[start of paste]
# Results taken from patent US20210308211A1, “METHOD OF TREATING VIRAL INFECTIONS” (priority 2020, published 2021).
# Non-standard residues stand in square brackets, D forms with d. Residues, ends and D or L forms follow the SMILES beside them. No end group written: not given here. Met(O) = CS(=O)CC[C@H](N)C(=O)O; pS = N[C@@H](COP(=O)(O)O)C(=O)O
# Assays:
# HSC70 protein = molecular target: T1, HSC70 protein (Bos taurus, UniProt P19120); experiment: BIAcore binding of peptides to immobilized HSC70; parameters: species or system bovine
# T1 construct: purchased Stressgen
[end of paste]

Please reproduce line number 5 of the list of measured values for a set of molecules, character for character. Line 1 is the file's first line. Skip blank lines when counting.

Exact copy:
# T1 construct: purchased Stressgen